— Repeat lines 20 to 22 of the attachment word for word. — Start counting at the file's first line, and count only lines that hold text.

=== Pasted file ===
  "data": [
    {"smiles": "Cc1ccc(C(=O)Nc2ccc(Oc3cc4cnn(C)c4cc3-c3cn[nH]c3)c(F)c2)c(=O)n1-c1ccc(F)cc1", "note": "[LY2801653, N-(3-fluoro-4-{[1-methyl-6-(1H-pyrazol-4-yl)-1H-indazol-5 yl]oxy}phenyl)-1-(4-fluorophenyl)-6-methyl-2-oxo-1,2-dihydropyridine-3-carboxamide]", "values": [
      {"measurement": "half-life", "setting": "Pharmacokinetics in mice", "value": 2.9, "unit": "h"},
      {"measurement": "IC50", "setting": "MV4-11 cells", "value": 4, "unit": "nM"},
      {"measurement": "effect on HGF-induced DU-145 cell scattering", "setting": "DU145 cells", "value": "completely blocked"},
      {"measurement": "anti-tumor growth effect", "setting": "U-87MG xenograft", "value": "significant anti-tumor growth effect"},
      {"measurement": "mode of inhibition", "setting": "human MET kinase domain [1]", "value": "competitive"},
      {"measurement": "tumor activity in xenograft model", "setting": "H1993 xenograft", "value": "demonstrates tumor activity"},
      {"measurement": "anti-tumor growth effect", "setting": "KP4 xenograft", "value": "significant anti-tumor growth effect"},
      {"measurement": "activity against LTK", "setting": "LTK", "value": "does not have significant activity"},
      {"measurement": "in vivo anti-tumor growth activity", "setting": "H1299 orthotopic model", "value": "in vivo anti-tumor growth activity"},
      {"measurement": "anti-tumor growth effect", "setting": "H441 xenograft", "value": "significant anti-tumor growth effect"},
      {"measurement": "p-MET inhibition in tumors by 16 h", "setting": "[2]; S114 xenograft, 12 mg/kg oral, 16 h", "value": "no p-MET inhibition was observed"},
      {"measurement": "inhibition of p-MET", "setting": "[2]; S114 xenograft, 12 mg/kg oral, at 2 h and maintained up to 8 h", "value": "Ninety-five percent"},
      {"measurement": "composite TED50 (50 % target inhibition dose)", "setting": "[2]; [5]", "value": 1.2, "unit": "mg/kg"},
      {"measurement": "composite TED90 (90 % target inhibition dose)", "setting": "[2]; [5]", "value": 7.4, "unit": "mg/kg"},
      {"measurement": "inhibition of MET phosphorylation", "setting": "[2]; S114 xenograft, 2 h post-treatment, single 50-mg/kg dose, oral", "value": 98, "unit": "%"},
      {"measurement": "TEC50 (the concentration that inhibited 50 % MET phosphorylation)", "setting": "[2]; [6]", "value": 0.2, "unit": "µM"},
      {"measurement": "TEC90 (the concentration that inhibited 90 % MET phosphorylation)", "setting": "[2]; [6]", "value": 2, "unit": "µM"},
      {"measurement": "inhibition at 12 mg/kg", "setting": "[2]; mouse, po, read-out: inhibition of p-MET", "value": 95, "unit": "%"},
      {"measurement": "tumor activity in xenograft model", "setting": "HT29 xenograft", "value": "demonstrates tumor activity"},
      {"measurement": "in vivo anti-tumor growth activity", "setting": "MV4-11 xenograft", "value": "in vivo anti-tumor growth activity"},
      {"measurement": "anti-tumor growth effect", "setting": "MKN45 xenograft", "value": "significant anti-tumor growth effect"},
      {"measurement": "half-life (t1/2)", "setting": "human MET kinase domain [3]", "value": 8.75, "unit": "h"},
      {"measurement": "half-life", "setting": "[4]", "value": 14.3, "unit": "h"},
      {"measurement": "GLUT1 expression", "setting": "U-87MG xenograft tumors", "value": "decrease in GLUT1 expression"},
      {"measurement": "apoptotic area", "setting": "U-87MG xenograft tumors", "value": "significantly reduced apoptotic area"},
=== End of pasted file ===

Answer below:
      {"measurement": "inhibition at 12 mg/kg", "setting": "[2]; mouse, po, read-out: inhibition of p-MET", "value": 95, "unit": "%"},
      {"measurement": "tumor activity in xenograft model", "setting": "HT29 xenograft", "value": "demonstrates tumor activity"},
      {"measurement": "in vivo anti-tumor growth activity", "setting": "MV4-11 xenograft", "value": "in vivo anti-tumor growth activity"},